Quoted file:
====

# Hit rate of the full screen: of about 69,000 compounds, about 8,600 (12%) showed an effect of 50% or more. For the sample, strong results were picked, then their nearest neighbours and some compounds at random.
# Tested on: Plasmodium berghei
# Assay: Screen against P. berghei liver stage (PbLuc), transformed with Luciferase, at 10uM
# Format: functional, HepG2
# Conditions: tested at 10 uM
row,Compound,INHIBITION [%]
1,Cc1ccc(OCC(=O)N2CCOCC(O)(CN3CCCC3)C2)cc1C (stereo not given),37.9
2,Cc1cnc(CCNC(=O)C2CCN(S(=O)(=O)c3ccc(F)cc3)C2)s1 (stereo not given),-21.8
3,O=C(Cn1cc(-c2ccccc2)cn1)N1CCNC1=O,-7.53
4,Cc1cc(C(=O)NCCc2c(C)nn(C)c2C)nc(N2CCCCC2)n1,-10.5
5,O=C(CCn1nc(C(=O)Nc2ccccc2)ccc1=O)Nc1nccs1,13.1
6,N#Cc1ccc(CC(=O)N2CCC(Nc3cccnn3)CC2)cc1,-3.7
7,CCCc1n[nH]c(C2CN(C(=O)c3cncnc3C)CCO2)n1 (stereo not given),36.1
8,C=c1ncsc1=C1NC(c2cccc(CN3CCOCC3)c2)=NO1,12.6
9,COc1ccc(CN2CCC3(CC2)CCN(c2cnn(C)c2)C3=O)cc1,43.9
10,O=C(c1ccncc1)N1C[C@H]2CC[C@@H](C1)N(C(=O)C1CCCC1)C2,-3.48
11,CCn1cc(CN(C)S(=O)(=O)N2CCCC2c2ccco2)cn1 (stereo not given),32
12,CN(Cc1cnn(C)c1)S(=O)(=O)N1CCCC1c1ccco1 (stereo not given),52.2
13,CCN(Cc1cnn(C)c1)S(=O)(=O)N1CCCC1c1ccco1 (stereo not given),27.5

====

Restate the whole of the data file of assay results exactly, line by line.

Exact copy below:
# Hit rate of the full screen: of about 69,000 compounds, about 8,600 (12%) showed an effect of 50% or more. For the sample, strong results were picked, then their nearest neighbours and some compounds at random.
# Tested on: Plasmodium berghei
# Assay: Screen against P. berghei liver stage (PbLuc), transformed with Luciferase, at 10uM
# Format: functional, HepG2
# Conditions: tested at 10 uM
row,Compound,INHIBITION [%]
1,Cc1ccc(OCC(=O)N2CCOCC(O)(CN3CCCC3)C2)cc1C (stereo not given),37.9
2,Cc1cnc(CCNC(=O)C2CCN(S(=O)(=O)c3ccc(F)cc3)C2)s1 (stereo not given),-21.8
3,O=C(Cn1cc(-c2ccccc2)cn1)N1CCNC1=O,-7.53
4,Cc1cc(C(=O)NCCc2c(C)nn(C)c2C)nc(N2CCCCC2)n1,-10.5
5,O=C(CCn1nc(C(=O)Nc2ccccc2)ccc1=O)Nc1nccs1,13.1
6,N#Cc1ccc(CC(=O)N2CCC(Nc3cccnn3)CC2)cc1,-3.7
7,CCCc1n[nH]c(C2CN(C(=O)c3cncnc3C)CCO2)n1 (stereo not given),36.1
8,C=c1ncsc1=C1NC(c2cccc(CN3CCOCC3)c2)=NO1,12.6
9,COc1ccc(CN2CCC3(CC2)CCN(c2cnn(C)c2)C3=O)cc1,43.9
10,O=C(c1ccncc1)N1C[C@H]2CC[C@@H](C1)N(C(=O)C1CCCC1)C2,-3.48
11,CCn1cc(CN(C)S(=O)(=O)N2CCCC2c2ccco2)cn1 (stereo not given),32
12,CN(Cc1cnn(C)c1)S(=O)(=O)N1CCCC1c1ccco1 (stereo not given),52.2
13,CCN(Cc1cnn(C)c1)S(=O)(=O)N1CCCC1c1ccco1 (stereo not given),27.5